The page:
One night, shortly after our marriage in Tel Aviv, I was preparing a cup of coffee for myself when I heard my wife calling out to me from the bedroom.

I walked to the room and saw my wife reclining in bed with a cross-word puzzle book in her hands.

“Darling”, she said to me. “What does the word fu—en  mean?” I was so startled that I spilled half of the cup of coffee on the floor. “My God, dear. Is that a word you found in the cross-word book?”

“No, no”, she replied “I was just remembering something that a British soldier used to yell at me every morning on my way to school. I was about ten years old and had to cross the Sarona fields where Arabs worked. There was always a British soldier standing on guard there. And every morning he would yell at me ‘hurry up, little Jew girl. Don’t be late for school you fu—en little Jew girl”.

I could not find comfortable words to explain the obscenity but I asked her why, at this time, after so many years had passed, did she recall the incidents. She explained that the puzzle-book requested another word for “soldier on guard duty”. It was that cross-word phrase that awoke her memories. I told her it was “sentry” and we both laughed with some degree of embarrassment.

She often told me how children were verbally abused by soldiers of the British Mandate in Palestine, how homes were searched for hidden weapons and the cruel punishment to anyone in whose home weapons were found.

She sat up in bed and continued. “I don’t know if I told you before that my family were members and supporters of the Irgun. Not the Lehi (the Stern gang) whose retaliation against the British often caused the hanging of British soldiers, but they were believers in the anti-British military which ruled over every aspect of our daily lives. There were frequent curfews and anyone found outside during a curfew was subject to arrest and imprisonment.”

As for weapons, she proudly related how her grandmother hid pistols, two rifles and bullets in a place where the British would never find them. They searched her Tel-Aviv home on two separate occasions and found nothing.  God bless clever  Jewish grandmothers.

Her mother was active in rescuing illegal immigrants who had escaped from Nazi-occupied Europe. Ships were anchored in international waters and passengers were ferried to the beaches in Tel-Aviv where groups of Jews awaited their arrival and hurried them to safe places, frequently to kibbutzim, out of sight of British patrols.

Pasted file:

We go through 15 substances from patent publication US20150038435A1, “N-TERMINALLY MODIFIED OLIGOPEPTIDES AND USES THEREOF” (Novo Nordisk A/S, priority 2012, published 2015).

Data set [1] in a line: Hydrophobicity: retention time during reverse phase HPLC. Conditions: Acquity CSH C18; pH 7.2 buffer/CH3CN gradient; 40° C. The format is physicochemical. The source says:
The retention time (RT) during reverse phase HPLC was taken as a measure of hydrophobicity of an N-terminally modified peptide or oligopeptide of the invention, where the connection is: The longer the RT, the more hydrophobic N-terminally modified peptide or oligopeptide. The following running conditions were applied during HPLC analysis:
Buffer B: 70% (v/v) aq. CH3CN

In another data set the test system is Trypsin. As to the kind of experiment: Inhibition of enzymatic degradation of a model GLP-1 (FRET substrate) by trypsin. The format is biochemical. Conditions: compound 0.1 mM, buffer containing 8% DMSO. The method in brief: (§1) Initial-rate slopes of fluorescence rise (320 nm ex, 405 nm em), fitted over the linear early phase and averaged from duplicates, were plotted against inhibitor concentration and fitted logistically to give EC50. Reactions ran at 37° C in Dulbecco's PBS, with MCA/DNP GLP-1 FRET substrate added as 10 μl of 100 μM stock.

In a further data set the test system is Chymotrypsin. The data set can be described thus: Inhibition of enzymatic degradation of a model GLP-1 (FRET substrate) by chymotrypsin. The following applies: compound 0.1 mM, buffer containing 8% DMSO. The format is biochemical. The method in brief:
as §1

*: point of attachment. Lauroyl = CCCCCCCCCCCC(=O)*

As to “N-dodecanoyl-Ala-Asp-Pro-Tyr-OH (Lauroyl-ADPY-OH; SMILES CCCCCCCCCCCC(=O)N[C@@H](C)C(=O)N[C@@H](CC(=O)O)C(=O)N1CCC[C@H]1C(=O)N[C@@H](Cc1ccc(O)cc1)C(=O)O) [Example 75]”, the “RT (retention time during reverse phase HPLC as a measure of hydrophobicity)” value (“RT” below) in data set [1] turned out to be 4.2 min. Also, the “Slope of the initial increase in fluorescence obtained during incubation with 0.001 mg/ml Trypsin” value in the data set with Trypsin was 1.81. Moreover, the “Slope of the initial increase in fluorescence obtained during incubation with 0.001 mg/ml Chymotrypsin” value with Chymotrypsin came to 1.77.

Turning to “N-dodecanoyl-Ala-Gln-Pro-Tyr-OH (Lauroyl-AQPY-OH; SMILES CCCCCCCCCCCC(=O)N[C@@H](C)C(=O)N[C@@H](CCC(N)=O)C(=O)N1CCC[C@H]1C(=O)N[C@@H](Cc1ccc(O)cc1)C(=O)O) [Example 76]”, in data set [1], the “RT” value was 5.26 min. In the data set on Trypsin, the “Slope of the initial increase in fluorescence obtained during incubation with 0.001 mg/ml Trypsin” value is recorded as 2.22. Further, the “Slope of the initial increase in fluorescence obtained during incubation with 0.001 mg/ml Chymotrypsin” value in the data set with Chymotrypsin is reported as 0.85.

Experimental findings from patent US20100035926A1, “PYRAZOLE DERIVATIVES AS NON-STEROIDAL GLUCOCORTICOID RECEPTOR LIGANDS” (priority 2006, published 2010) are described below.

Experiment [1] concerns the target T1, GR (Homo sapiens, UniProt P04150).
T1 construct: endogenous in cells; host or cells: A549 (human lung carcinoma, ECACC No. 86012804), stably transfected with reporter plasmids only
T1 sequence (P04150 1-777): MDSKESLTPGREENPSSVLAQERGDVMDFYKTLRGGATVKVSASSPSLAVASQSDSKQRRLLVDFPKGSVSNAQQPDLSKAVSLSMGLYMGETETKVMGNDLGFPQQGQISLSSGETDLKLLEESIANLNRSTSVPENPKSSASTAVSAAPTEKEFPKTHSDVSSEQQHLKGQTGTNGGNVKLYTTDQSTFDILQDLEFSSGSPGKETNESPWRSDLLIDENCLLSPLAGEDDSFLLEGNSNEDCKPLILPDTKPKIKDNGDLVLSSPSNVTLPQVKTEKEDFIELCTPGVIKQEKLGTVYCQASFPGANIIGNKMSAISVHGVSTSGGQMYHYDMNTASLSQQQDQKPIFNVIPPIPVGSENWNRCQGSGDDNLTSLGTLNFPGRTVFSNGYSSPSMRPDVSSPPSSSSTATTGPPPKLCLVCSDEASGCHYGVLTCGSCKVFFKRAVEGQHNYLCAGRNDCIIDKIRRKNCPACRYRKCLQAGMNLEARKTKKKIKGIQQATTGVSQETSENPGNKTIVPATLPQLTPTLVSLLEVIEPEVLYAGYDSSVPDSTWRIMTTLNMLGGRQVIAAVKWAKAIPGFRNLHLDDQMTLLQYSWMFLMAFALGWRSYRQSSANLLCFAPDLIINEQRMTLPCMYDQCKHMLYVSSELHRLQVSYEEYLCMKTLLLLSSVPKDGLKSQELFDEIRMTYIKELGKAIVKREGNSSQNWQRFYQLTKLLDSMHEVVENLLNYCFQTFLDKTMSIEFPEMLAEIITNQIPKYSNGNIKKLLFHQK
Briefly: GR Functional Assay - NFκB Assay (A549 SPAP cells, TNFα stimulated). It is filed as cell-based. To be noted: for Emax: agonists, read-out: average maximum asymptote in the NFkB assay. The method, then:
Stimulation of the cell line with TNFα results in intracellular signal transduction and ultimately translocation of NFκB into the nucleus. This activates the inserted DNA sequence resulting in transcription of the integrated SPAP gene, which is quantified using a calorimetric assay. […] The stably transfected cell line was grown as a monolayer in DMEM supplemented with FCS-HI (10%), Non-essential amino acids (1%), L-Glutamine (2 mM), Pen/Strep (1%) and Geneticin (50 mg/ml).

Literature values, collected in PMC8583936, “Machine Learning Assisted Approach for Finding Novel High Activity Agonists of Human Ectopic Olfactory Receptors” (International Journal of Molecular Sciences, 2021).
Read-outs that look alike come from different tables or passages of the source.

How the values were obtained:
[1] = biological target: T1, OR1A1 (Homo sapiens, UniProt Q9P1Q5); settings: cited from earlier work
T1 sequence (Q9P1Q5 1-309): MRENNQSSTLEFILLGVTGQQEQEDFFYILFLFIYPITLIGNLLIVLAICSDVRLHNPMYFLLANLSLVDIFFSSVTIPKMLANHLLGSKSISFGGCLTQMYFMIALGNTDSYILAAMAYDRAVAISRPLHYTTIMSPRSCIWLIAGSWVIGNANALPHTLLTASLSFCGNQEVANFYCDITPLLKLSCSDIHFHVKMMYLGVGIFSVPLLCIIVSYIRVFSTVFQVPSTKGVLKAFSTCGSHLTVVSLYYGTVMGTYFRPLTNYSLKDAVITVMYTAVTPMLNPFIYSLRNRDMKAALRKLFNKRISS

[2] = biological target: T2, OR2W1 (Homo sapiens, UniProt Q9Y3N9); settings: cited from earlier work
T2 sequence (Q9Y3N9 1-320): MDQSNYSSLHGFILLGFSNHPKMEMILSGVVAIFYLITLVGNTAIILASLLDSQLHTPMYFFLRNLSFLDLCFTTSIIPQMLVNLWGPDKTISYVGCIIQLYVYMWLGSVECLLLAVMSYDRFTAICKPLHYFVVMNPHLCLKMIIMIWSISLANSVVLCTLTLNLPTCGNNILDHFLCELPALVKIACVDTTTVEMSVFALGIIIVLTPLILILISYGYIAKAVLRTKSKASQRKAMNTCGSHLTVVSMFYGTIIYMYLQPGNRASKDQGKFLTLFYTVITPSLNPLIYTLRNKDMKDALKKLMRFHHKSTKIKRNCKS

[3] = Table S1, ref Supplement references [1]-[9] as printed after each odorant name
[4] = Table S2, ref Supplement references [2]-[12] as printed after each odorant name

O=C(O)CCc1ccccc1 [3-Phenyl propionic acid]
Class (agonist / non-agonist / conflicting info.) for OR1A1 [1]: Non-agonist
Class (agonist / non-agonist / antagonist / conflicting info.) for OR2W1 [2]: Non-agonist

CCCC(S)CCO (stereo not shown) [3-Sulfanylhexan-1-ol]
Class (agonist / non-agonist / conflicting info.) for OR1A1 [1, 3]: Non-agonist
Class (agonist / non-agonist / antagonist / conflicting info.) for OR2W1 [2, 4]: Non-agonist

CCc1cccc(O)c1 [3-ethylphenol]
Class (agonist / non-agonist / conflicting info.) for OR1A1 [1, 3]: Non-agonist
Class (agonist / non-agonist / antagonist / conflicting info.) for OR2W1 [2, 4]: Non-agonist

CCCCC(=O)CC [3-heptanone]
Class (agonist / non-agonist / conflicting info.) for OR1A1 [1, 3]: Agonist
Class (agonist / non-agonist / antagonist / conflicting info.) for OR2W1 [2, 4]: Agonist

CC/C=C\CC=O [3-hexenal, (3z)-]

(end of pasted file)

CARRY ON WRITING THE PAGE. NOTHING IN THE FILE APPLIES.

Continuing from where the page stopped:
Those were the glory days when Palestinian Jews struggled to outwit the hateful British in acts of defiance against the Mandate and to eventually see them withdraw from mandatory Palestine in defeat.

Immediately after the British departure from Haifa port, the Union Jack was hauled down and the blue and white flag bearing the six-pointed Star of David was raised up in its place. Our independence was on its way.

The very first day, May 14, 1948, when David Ben-Gurion and the provisional government declared the independence of the land, now to be called the State of Israel, two thousand years of forced exile had ended.

But on the very first day of our independence we were attacked by seven Arab armies. We were few in number with limited weapons. America sent us nothing. We were able to buy some weapons and ammunition from Czechoslovakia and some from DeGaulle’s France, but we were unprepared for the attacks by the armies of Egypt, Lebanon, Syria, Iraq, Jordan, Saudi Arabia and the armed militias of the Palestinian Arabs.

With faith in the Rock of Israel and with our total determination to live freely in our country, we were victorious against the combined Arab onslaught. At the cessation of our War of Independence, a truce was signed in Rhodes between us and some of the Arab countries, under the auspices of the United Nations Peace Forces.

It amazes me how history came to mind… all due to a cross-word puzzle book and the phrase “fu—en little Jew girl”.  Historia v’zichronot. History and memories. Hayu zmanim. Those were the days!